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News

CIOs still struggle to influence board decisions.

McAfee : 18 March, 2008  (Company News)
New research from McAfee reveals that chief information officers (CIOs) are still being sidelined at board level with only 47 percent presenting IT issues in board discussions.
In almost half (45 percent) of the organisations surveyed it remains the chief executive officers (CEO) that take the lead on IT issues while one fifth of chief financial officers (CFO) represent the IT department. The findings clearly highlights how IT chiefs need to do more to raise their visibility and influence as IT is increasingly considered core to business reputation and success.

McAfee commissioned the Economist Intelligence Unit to conduct the research, which explored the evolving relationship between the CIO and the board. Fortunately, despite the apparent lack of true influence in the boardroom, progress has seemingly been made in raising the overall profile of the CIO and the perception of IT department responsibilities.

Moving beyond the traditional concentration on cost-efficiency, 42 percent of respondents now see IT primarily as a strategic business function. With the growing corporate focus on regulatory compliance, good governance and risk management, IT organisations are now tasked with assessing and measuring risk alongside the finance function.

Not only do almost a third (30 percent) of respondents believe that the IT department is primarily responsible for facilitating system and network security - cementing the CIO's role as an enabler of good corporate governance - but 31 percent see the role extending to the enablement of revenue generation. As such, 83 percent of respondents agree that this growth in portfolio has helped raise the profile of the CIO at board level and a quarter believe that the overall relationship with the board has improved substantially over the past two years.

The biggest challenge to CIO prominence comes from CFOs with the vast majority (86 percent) of respondents at this level viewing IT as simply a support function.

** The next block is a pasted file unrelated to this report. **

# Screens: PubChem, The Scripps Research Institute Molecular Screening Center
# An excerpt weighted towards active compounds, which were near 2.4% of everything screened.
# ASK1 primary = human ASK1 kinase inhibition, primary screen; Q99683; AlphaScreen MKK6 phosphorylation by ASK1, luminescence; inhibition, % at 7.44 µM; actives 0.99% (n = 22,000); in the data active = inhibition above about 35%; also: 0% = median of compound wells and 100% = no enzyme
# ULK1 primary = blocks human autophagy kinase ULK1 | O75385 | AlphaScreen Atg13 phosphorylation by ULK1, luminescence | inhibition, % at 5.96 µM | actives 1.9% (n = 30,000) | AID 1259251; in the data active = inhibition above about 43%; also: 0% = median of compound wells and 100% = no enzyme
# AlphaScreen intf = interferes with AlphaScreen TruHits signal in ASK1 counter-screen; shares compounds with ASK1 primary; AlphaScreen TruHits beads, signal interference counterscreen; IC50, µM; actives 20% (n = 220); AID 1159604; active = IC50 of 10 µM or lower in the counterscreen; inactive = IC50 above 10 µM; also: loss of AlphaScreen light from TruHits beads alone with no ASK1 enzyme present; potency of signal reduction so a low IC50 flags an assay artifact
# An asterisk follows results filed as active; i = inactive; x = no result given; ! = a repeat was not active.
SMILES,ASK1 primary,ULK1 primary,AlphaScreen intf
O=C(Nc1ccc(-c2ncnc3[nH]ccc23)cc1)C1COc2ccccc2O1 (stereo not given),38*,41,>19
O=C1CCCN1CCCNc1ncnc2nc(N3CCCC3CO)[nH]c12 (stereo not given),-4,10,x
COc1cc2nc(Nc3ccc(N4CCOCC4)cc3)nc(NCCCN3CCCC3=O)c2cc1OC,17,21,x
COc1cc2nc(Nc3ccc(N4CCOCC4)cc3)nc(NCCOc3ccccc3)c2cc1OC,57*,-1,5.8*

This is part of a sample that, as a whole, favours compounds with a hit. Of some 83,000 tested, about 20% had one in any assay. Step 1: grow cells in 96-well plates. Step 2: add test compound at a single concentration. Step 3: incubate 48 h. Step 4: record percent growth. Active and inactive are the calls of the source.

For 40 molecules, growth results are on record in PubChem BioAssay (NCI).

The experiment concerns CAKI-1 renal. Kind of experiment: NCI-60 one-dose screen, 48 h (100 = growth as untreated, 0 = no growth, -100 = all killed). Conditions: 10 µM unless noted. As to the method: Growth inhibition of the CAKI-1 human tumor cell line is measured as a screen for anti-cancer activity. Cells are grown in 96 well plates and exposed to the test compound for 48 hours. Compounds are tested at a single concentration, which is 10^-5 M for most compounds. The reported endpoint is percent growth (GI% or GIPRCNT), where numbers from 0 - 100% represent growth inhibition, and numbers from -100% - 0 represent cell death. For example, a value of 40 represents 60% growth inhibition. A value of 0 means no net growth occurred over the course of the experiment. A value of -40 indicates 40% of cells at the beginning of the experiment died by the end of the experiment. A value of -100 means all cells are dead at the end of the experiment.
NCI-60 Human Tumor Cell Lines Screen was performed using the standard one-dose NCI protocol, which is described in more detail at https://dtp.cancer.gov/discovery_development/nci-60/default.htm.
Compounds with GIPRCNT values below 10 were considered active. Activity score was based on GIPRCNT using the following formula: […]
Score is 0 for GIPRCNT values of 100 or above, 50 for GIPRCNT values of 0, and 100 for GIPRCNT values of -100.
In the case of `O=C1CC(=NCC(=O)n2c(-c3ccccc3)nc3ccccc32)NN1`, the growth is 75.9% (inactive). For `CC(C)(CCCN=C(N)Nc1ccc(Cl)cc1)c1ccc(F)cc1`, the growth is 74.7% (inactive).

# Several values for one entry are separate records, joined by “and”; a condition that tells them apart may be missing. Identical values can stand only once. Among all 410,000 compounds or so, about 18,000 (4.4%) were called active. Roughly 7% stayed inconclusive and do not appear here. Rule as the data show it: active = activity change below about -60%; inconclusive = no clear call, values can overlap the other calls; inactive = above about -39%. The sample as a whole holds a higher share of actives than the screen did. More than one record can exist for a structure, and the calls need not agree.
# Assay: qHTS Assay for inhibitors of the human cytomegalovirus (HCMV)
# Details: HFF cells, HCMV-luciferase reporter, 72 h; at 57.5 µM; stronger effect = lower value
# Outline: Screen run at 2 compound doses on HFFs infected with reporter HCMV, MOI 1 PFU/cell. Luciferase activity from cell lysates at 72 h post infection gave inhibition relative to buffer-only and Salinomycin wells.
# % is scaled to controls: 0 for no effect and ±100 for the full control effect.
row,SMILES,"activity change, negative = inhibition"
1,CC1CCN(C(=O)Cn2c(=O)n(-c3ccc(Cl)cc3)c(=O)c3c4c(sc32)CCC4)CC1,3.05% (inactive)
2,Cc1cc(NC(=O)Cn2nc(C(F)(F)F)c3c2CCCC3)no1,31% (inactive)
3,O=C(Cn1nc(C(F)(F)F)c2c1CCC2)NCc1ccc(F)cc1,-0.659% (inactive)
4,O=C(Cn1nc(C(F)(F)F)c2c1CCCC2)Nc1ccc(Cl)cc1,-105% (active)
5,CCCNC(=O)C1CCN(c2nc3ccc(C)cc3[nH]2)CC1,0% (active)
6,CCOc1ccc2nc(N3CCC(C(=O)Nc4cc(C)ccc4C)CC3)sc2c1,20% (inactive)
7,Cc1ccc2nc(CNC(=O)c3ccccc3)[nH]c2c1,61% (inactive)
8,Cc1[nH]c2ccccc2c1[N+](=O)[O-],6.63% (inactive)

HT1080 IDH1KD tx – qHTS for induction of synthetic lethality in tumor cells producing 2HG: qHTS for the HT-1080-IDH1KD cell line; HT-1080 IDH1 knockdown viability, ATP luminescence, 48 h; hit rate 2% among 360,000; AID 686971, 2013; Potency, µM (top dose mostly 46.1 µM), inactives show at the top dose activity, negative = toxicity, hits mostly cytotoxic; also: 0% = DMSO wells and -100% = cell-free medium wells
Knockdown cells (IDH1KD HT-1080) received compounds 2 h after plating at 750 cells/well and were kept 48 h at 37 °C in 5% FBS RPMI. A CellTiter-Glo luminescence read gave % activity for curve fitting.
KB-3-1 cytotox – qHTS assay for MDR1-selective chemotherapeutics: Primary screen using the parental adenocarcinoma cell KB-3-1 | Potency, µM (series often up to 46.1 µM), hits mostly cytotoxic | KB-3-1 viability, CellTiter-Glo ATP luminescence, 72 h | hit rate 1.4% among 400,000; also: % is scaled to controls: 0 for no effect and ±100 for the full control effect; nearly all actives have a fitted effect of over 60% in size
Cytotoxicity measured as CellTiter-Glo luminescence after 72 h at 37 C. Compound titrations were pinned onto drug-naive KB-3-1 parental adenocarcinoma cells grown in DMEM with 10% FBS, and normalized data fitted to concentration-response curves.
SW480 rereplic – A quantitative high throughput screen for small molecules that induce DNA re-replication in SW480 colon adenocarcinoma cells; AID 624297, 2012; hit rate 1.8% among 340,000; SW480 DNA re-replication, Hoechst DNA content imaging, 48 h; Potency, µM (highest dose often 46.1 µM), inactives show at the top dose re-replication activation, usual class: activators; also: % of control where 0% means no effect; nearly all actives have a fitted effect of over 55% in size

Additionally, none of the CFOs questioned saw the IT department as primarily responsible for revenue generation, with 71 percent opting instead to brand them primarily as providers of system and network security. When you consider the whitepaper's finding that around 20 percent of CFOs speak on behalf of the IT department at the board level, this slightly off-key view of the importance of IT is concerning.

However, while the role of the CIO is expected to continue to grow in parallel with the increased need for good corporate governance, the tough business environment means that just shy of a quarter (23 percent) of firms will make no change in the amount they invest in Risk Management in the coming year. An additional 30 percent will make no change in the amount they invest in compliance. This means that while 82 percent expect regulation to increase over the next few years, investment will remain flat and the IT department will be forced to respond to more demands on the same resources.

Greg Day, security analyst at McAfee said: "It is worrying that in a day when governance, risk and compliance are now crucial for business success, only a minority of CIOs are fully participating at board level. IT chiefs need to capitalise fast on the progress they have made over the last few years to ensure that the full business case for investment in IT is understood by corporate decision makers."

"It has been a hard-fought battle to get the board to recognise the strategic value of the IT function, and the battle is not yet over" said Clint Witchalls, a Senior Editor at the Economist Intelligence Unit. "The CIO needs to be careful that the current economic slowdown doesn't see them relegated to their former role as cost-cutting box-shifters."
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